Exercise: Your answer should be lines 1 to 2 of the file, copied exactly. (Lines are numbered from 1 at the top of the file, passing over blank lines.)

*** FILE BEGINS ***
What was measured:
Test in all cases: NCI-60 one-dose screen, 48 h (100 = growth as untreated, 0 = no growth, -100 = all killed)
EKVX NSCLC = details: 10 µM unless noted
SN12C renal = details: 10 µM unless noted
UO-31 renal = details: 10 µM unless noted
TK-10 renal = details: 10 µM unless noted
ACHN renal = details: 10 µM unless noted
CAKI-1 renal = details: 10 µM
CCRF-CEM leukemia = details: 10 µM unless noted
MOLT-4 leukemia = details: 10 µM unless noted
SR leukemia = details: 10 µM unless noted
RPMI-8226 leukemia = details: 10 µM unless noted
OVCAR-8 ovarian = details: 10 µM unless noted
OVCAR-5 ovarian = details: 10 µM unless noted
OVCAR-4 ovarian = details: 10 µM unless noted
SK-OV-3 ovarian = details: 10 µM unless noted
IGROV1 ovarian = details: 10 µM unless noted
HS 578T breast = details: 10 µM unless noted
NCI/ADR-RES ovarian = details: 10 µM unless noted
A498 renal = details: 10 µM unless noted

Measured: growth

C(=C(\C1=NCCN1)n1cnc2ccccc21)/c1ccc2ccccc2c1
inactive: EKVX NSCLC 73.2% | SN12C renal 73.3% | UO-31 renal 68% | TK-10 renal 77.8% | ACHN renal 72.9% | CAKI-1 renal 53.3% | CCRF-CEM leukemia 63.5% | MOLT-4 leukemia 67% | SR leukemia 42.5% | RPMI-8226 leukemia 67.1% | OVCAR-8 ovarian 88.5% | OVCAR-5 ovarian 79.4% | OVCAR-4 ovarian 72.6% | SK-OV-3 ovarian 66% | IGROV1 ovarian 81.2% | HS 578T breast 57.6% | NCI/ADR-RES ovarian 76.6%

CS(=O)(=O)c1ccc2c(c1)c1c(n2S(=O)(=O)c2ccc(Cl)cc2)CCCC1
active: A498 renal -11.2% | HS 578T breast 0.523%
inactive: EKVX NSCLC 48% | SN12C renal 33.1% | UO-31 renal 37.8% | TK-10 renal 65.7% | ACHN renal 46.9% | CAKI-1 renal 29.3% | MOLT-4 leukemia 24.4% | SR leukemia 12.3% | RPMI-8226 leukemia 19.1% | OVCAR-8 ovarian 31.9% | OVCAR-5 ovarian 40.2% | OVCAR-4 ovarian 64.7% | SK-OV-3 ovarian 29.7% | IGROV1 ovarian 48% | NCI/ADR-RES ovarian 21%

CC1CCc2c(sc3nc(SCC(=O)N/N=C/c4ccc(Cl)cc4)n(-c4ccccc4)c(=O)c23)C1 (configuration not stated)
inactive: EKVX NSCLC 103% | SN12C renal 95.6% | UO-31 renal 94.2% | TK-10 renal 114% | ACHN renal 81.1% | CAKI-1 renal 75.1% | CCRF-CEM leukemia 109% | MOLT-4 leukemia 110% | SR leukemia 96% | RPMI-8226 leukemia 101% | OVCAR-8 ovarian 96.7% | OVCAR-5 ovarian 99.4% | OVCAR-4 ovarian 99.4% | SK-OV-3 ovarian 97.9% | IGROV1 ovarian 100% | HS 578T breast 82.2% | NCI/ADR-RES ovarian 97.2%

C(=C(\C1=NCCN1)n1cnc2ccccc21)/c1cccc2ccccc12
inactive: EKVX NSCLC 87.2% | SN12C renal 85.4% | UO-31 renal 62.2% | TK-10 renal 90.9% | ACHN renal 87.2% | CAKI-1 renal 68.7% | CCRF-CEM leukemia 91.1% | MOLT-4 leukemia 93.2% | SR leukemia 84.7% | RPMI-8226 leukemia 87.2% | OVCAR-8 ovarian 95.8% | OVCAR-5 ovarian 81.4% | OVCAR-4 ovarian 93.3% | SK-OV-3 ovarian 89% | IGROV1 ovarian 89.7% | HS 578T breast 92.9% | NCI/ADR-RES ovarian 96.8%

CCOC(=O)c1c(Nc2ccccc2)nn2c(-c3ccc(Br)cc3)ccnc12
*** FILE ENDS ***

What was measured:
Test in all cases: NCI-60 one-dose screen, 48 h (100 = growth as untreated, 0 = no growth, -100 = all killed)